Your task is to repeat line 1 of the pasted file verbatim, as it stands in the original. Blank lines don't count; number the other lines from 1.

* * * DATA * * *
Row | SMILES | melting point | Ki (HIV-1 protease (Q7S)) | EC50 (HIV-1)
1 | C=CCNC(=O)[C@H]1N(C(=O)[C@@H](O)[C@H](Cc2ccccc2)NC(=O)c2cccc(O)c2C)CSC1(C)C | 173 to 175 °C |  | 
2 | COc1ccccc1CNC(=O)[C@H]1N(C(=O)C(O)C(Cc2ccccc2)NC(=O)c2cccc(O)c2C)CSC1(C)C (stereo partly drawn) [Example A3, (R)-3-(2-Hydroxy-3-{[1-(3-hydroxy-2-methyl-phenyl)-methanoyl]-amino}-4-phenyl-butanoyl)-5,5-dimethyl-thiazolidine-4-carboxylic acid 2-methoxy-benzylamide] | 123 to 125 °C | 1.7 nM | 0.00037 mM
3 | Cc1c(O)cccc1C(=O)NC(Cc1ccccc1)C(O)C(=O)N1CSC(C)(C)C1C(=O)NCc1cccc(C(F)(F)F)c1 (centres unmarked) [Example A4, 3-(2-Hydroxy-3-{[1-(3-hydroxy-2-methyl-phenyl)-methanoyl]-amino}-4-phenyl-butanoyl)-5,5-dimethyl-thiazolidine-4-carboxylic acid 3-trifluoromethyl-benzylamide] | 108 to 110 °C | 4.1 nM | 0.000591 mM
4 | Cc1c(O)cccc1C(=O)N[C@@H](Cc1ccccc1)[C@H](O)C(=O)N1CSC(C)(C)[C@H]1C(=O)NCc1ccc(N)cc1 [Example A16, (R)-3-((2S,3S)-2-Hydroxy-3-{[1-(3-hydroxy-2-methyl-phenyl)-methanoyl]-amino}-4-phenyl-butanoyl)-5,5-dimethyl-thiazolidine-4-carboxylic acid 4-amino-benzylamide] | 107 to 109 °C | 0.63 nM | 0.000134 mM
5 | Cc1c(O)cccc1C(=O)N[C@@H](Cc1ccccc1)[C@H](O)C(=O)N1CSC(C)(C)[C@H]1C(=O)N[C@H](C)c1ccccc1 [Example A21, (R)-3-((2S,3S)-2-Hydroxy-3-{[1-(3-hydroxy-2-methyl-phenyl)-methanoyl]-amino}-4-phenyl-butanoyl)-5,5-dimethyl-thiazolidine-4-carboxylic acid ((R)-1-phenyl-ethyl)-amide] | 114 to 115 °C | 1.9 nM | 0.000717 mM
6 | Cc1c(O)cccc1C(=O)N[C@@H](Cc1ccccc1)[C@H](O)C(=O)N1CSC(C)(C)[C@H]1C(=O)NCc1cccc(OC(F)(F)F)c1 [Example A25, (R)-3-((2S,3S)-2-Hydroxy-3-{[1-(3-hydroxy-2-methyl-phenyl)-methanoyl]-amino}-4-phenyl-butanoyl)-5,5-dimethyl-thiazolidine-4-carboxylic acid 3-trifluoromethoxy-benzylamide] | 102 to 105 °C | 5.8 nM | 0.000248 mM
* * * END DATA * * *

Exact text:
Row | SMILES | melting point | Ki (HIV-1 protease (Q7S)) | EC50 (HIV-1)